How to Hack the US Open

The US Open hosts an insane amount of tennis. Here’s how to get the most out of your experience.

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When it comes to the fan experience, the US Open is one of the best annual sporting events in the country. A recent upgrade to the grounds has added a whole new layer of possibilities: Rain-outs are less of an issue thanks to new rolling roofs on the Arthur Ashe and Louis Armstrong stadiums, and getting information about who is playing when is more reliable than ever. 

Whether you’re new to the event or a veteran attendee, the amount of options is dizzying. Triangulating the best possible experience is a fluid situation, where new options arise constantly and every year is a little bit different. What’s the best way to attack? 

ONE37pm has got you. Based on insight and experience, here’s how to thrive at the US Open.

Getting Tickets

The US Open’s website gives the prospective buyer the most options.

The Grounds Pass used to be an alluring prospect, long considered one of the best deals in sports. But the pass doesn’t allow access to the main stage, Arthur Ashe Stadium. In recent years, a cheap Ashe ticket—which allows you full access to the grounds and the stadium itself—has often been around the same price as a Grounds Pass. So get the stadium seat and have access to everything, as well as a bit of rain insurance since both Ashe and Armstrong stadiums have retractable roofs.

As Open-goers’ plans change throughout the week, it’s always worth checking out the ticket situation the day of big night matchups, which were just added to Louis Armstrong Stadium as of last year. The atmosphere under the lights is pretty awesome, so we definitely recommend grabbing tickets.

The Bag Policy Situation

While the US Open’s reputation as the most fun and laid-back tennis major to attend is well earned, the bag policy is very restrictive. (One year I actually tossed out a backpack rather than stand in the infinitely long bag-check line.) So familiarize yourself with their policy—NO BACKPACKS—before heading out to Flushing. There are designated Speed lines for bag-free fans, so you’ll get into the action faster without one.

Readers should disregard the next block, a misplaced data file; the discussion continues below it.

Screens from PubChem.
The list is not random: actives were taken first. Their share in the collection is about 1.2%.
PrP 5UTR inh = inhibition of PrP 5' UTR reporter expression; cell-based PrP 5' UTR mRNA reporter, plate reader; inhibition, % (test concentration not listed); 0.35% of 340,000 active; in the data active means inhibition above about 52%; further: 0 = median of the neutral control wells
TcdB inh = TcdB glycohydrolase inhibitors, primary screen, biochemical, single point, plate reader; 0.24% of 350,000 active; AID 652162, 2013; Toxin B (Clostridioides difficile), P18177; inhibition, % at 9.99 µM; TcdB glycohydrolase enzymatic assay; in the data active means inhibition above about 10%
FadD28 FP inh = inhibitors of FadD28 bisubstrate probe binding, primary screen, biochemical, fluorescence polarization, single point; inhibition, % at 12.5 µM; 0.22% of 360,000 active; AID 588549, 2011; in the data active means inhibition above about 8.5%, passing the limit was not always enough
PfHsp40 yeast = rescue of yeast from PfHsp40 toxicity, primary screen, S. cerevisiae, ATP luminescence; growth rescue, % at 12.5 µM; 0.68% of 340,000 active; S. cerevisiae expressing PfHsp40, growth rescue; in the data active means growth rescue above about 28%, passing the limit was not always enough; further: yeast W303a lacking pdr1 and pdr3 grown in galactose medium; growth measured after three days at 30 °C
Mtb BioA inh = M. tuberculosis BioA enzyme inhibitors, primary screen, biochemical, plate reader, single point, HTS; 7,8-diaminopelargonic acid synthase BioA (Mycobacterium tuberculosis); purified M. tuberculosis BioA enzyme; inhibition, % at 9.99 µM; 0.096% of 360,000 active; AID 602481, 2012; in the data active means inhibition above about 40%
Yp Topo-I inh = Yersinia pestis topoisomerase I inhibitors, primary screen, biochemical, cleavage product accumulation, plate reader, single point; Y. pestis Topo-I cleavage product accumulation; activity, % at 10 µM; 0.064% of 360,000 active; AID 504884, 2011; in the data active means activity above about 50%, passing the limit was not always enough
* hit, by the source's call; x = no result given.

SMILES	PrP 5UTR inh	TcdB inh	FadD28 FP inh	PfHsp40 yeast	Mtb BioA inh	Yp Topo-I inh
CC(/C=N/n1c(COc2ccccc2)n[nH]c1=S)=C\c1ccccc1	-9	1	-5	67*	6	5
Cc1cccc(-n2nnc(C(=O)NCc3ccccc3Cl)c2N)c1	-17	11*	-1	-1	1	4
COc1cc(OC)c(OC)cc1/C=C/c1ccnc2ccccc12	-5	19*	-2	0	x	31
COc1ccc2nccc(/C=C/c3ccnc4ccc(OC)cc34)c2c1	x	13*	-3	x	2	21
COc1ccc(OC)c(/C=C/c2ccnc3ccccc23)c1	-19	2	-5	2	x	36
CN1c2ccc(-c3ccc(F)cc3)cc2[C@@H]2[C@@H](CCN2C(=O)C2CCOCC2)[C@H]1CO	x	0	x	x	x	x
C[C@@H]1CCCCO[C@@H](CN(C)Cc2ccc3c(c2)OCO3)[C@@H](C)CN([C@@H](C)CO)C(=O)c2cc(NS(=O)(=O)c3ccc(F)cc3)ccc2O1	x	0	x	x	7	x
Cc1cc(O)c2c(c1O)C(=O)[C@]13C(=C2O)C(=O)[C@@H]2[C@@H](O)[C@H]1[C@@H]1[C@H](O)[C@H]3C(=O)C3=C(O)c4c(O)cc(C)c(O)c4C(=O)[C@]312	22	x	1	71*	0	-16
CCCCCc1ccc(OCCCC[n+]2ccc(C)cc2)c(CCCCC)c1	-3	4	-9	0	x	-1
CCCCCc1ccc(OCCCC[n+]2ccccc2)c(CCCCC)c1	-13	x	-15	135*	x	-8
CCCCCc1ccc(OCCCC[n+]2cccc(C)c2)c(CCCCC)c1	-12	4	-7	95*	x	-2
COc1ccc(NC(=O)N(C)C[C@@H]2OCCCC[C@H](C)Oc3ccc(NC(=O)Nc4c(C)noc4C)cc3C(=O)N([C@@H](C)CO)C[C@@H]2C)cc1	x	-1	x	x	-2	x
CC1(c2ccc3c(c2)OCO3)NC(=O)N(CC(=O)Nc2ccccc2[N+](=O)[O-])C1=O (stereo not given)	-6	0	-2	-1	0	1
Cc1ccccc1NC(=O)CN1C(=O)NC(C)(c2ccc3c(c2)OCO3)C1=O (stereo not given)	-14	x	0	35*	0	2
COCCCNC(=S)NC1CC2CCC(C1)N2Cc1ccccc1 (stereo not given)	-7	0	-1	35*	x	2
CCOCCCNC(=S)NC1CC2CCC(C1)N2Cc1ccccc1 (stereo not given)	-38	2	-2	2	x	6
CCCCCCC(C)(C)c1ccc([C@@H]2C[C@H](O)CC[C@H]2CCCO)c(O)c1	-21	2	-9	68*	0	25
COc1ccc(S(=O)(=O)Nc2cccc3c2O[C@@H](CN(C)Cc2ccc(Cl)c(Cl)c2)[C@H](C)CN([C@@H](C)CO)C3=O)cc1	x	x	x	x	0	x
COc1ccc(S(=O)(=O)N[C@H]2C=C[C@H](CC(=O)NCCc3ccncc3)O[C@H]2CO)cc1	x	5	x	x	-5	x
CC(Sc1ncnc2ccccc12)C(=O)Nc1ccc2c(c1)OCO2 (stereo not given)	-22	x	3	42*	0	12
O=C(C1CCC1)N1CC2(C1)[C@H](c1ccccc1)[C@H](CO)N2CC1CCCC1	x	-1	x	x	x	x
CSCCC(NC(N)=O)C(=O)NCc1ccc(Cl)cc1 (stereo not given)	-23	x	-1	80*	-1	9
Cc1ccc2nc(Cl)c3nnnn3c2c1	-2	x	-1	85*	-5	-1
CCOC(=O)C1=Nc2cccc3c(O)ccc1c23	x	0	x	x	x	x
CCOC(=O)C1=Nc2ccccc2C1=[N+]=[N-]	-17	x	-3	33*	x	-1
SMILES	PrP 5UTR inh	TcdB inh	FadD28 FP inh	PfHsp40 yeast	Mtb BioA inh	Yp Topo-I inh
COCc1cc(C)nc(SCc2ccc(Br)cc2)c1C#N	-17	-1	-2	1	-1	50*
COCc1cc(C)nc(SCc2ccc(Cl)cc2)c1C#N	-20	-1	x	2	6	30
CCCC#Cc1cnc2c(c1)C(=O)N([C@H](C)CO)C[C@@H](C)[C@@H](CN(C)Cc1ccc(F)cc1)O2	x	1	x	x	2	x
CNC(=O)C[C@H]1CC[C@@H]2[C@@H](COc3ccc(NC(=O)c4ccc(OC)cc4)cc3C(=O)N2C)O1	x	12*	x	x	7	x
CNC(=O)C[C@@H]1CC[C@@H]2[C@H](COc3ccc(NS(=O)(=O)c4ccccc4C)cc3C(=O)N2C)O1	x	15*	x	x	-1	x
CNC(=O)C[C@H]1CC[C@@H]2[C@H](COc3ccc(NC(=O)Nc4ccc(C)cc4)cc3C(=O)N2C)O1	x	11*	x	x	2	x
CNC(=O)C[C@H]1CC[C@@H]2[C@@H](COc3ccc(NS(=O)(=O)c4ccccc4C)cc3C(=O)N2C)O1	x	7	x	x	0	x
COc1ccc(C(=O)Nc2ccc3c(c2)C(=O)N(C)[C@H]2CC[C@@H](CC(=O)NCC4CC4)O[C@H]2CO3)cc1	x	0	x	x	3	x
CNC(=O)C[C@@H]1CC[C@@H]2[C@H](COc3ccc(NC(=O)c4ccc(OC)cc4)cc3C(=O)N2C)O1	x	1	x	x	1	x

If you do need to check a bag, you’ll pay a nominal fee—there’s no free storage at the US Open grounds. 

What to Eat and Drink

In recent years, New York City’s stadium spaces have been part of a vending revolution. Brooklyn’s Barclays Center and Manhattan’s Madison Square Garden now both host big-name chefs and provide many options outside the usual ballpark fare. The US Open is no different—in recent years it’s had a Fuku, burger stands from meat guru Pat LaFrieda and an oyster bar with menus curated by Lure Fishbar. Even well-regarded city barbecue outpost Hill Country will have a stand. You don’t need to book a hard-to-come-by reservation at one of the facility’s restaurants in order to have a great food experience at the US Open.

However, while the food is fairly priced relative to other sporting events, it’s not cheap.

As for drinking, the Honey Deuce cocktail—which is a lemonade and Grey Goose concoction garnished with melon balls—has become a famous item.

What’s the Best Value, Tennis-Wise?

This question involves some ordering of preferences. Would you rather see a top-five player up close, or would you rather just binge on tennis from gates open to gates close? (Tennis writer P.J. Simmons has an information-heavy, granular approach to assessing your needs, which is worth visiting if you’re looking for a highly curated experience.) In addition, the US Open has a great variety of ticket options available that won’t hurt your wallet.

The day sessions involve tennis on all courts, whereas night sessions are held in Louis Armstrong Stadium (for the first six nights) or Arthur Ashe Stadium, typically featuring big stars. The new Louis Armstrong Stadium, which opened in 2018, featured some of the biggest names in tennis last year, including Naomi Osaka, Juan Martín del Potro, Maria Sharapova and Stan Wawrinka.

If you’re hoping to see one player in particular, you might want to watch the US Open app like a hawk in order to figure out when they’re playing. Ticket prices escalate as the field gets smaller, so if you’re in it for tennis volume and you don’t mind seeing a great player take on a humongous underdog, the first week of the tournament is one of the best values. Fan Week, which is also held on the Flushing grounds and is free to the public, is also a great way to see interesting young players and qualifiers.

However, there’s nothing like sitting close for a huge match, a semi or a final, and feeling the on-court emotions radiate throughout the stadium. So while lower-level match tickets at Ashe might not ostensibly scan as a great deal, the splurge is worth it—that value is immense. 

If that idea doesn’t register for you, every single seat at Louis Armstrong Stadium has a great view of the action for a fraction of the price.